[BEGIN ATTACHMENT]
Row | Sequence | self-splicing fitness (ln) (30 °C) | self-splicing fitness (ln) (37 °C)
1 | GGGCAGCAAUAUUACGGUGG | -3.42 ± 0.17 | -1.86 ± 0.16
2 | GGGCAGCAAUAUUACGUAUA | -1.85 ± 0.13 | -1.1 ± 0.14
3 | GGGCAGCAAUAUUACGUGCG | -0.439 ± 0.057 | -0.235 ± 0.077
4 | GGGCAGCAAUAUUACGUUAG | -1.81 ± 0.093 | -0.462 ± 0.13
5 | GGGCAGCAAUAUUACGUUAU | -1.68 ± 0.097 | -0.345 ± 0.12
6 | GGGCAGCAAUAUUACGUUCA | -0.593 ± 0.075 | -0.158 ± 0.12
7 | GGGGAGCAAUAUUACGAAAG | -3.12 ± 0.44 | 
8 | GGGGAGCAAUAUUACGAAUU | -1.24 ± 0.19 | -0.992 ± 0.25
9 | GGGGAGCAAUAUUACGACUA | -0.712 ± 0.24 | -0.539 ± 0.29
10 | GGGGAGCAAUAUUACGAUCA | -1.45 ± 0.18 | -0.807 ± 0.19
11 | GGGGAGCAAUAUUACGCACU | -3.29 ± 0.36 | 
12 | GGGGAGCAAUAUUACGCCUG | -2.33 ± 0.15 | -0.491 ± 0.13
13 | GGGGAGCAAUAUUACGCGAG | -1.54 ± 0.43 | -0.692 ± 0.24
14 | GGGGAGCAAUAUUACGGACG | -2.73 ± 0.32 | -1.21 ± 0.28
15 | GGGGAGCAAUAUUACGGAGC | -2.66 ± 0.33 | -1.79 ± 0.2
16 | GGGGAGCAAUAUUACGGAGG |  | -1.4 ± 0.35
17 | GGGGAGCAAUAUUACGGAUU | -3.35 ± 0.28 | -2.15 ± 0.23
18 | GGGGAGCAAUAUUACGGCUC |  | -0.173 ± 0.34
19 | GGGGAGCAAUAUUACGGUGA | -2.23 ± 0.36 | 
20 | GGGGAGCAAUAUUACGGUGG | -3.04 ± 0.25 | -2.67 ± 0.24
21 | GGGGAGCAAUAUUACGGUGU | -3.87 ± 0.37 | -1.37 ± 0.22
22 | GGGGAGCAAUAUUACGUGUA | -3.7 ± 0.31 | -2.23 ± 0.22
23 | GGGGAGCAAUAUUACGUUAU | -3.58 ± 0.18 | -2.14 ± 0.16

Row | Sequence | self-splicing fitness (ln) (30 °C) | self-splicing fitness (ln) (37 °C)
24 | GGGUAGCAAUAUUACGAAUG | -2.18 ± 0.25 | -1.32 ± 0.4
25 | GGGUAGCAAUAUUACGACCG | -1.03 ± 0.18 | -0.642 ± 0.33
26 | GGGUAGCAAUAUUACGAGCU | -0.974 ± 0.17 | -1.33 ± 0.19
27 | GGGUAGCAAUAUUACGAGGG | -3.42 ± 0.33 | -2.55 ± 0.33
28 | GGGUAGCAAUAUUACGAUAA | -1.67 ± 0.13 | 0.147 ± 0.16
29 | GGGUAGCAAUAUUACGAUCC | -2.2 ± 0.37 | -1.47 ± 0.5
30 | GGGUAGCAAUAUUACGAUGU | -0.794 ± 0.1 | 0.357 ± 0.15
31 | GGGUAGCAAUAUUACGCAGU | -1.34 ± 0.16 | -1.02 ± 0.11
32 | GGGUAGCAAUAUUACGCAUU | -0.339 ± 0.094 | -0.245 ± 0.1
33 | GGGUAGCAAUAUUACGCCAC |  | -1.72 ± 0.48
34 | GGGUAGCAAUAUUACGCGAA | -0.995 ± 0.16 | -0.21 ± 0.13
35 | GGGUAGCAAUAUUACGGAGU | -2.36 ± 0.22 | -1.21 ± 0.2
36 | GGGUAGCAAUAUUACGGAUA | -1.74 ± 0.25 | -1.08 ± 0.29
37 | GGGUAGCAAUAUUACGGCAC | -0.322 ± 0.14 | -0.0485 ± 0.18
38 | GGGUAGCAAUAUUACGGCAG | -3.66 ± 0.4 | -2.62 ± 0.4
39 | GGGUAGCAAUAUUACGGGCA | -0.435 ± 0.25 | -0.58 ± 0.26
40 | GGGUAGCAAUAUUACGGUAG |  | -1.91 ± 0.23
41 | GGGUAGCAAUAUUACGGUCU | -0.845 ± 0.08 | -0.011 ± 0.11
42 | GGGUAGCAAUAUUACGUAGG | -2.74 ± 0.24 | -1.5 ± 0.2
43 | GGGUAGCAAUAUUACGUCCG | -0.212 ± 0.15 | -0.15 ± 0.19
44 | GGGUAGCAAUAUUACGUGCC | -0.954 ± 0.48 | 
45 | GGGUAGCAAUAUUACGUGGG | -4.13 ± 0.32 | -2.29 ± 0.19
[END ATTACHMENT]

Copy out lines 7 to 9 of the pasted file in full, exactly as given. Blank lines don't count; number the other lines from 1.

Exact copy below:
6 | GGGCAGCAAUAUUACGUUCA | -0.593 ± 0.075 | -0.158 ± 0.12
7 | GGGGAGCAAUAUUACGAAAG | -3.12 ± 0.44 | 
8 | GGGGAGCAAUAUUACGAAUU | -1.24 ± 0.19 | -0.992 ± 0.25